The group pushing the referendum to overturn California’s recently enacted law to open school showers, bathrooms and locker rooms to members of the opposite sex took a huge step forward yesterday when it was announced that a random sample of signatures submitted showed they have collected enough valid signatures to advance to the next stage of the verification process – a full check of every signature submitted.
The leaders behind Privacy for All Students (PFAS) have quite literally been fighting “city hall” from the beginning. Many pundits and media representatives dismissed them outright, saying there was no way that a group relying primarily on volunteers could qualify a referendum in California. After all, it takes over half a million valid signatures to qualify, and they must be collected in about 80 days – a herculean task.
Conventional wisdom was that the coalition backing the referendum would have an extremely difficult time raising money. But they’ve raised over $600,000 so far.
Conventional wisdom was that voters wouldn’t really care much about the issue. But PFAS conducted a poll showing that an overwhelming percentage of voters want the co-ed bathroom law repealed.
Conventional wisdom was that a depressed and demoralized church community would not get mobilized to collect signatures. But hundreds of churches participated in the signatures gathering effort and 400,000 signatures were collected by volunteers.
PFAS and its leaders have proven the naysayers wrong at every turn. They not only were able to collect and submit nearly 620,000 signatures, they’ve successfully been fighting “city hall” so far throughout the verification process.
Yesterday, the leftist groups backing the law that mandates access to school bathrooms and other facilities based on an undefined “gender identity” and not a student’s actual biological sex were poised to declare victory and call the referendum effort a failure. Instead, the referendum is very much alive and kicking.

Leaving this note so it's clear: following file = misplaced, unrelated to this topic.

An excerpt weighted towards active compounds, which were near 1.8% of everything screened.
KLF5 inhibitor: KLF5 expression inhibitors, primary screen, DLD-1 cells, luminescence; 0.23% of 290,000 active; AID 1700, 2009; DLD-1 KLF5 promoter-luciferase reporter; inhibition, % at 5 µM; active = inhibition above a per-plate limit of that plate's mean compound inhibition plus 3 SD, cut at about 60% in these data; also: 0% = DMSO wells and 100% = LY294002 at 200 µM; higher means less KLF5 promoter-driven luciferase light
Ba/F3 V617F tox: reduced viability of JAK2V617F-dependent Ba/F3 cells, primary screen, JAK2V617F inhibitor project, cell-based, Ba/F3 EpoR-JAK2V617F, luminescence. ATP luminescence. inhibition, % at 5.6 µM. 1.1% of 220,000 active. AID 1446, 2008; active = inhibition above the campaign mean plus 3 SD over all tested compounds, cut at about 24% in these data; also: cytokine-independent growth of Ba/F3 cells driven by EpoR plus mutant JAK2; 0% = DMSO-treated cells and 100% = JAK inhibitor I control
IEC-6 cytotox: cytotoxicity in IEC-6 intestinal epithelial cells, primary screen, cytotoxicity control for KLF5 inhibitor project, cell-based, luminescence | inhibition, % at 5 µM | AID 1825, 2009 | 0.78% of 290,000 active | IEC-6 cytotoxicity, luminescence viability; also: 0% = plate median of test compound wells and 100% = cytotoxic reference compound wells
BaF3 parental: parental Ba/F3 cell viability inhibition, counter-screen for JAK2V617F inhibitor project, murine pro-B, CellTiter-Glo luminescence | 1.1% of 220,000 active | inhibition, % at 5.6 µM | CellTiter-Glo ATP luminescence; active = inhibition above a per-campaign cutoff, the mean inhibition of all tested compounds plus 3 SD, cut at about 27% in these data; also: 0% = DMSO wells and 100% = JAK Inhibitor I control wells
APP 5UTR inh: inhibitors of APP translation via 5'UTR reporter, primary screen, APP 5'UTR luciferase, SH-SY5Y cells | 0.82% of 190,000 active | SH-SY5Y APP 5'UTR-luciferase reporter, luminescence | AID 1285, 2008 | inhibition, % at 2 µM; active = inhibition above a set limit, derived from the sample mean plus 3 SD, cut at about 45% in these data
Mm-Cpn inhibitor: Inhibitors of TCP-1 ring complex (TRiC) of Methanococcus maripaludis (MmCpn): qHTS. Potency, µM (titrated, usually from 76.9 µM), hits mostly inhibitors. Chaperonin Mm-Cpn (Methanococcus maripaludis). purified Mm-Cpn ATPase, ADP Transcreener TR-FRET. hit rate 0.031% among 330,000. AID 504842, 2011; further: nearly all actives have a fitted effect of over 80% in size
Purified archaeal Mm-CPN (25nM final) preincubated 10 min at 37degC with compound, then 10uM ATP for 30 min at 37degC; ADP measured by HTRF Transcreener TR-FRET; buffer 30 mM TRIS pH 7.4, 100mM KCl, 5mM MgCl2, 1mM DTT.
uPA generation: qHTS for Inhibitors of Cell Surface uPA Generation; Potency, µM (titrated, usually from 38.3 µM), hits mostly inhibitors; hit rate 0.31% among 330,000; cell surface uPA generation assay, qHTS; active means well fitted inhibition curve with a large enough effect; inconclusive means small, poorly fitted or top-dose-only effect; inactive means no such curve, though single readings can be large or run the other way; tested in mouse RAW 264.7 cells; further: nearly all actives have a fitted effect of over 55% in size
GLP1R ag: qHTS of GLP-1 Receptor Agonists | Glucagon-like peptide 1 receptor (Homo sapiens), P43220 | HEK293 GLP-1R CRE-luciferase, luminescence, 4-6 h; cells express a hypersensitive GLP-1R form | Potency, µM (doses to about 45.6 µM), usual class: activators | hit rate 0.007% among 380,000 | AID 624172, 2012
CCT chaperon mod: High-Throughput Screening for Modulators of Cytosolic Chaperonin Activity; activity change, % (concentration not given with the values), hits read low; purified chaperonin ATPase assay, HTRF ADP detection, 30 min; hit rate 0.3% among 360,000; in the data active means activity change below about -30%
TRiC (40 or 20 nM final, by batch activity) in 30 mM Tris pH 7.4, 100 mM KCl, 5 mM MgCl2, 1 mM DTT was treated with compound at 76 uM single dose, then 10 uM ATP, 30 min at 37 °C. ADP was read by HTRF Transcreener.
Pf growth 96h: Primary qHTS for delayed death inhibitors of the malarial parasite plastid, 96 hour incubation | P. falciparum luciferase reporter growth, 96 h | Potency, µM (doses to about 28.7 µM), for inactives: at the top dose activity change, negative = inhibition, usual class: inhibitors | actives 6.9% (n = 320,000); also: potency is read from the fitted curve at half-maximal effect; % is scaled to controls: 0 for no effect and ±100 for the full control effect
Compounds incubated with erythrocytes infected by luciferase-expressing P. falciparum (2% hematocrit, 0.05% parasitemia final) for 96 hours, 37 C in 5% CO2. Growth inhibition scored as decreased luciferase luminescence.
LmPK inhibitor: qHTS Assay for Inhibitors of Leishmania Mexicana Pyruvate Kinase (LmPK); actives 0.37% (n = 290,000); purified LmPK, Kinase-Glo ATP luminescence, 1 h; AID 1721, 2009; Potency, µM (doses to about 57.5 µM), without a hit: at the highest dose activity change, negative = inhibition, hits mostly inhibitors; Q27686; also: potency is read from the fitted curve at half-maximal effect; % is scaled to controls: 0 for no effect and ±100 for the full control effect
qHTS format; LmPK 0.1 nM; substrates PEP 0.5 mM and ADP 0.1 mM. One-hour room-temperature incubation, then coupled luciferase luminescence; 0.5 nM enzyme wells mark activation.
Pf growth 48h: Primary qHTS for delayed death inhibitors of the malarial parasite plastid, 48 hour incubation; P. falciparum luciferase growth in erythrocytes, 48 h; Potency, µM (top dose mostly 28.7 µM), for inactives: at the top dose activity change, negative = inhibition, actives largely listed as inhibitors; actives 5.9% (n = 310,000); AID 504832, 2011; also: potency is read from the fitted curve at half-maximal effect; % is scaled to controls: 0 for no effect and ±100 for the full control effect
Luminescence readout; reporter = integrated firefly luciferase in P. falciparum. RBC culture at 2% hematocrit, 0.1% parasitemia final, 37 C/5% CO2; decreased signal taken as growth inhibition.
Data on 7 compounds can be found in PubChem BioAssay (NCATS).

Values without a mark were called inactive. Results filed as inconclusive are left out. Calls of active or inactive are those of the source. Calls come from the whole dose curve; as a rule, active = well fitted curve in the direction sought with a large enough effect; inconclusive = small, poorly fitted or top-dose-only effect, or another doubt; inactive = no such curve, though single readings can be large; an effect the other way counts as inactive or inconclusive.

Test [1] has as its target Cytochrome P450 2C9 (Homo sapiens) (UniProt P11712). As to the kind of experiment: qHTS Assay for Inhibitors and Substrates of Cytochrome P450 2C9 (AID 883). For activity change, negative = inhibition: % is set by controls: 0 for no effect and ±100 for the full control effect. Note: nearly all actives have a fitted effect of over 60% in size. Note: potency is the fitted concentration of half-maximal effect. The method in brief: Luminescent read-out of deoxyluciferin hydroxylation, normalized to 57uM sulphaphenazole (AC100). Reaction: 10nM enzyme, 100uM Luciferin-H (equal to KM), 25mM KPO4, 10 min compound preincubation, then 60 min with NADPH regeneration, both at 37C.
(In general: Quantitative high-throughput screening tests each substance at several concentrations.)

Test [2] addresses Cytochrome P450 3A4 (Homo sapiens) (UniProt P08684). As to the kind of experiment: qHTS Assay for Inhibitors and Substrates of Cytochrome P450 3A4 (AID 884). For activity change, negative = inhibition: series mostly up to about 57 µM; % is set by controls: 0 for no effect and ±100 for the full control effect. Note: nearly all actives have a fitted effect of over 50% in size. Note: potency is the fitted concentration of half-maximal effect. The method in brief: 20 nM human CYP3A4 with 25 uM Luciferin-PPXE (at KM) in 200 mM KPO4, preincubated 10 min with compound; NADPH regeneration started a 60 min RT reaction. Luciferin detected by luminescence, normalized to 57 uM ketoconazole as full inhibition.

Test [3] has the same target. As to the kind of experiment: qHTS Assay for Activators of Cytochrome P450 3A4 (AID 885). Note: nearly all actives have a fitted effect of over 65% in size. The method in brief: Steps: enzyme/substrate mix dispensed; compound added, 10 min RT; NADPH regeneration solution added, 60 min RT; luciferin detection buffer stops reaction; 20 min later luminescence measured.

While some have been dismissive, a few have been downright hostile. Secretary of State Debra Bowen, for example, has thrown up roadblocks from the very beginning, refusing to timely provide the referendum campaign access to an up to date voter list, and then refusing to count signatures timely filed with two counties. The PFAS campaign had to sue her to force her to do her job. Amazingly, she told the court not to bother dealing with the merits of the allegations advanced by PFAS because the referendum would undoubtedly fail yesterday when the random sample was completed! Fortunately, the judge ignored Bowen and forced her to count the disputed signatures. Bowen now has egg on her face.
Not only didn’t the referendum fail to qualify as Bowen suggested, it took a huge step forward and now is on a path that could well lead to the qualification of the referendum for the ballot this November.
Let’s go through the numbers. Referendum proponents need 504,760 valid signatures to qualify the issue for the November 2014 ballot. The state projects that referendum proponents have obtained 482,582 valid signatures out of the approximately 619,000 they submitted – seemingly 22,000 signatures short of what is needed. But the state’s projection of valid signatures is undoubtedly low. This is true for a couple of reasons.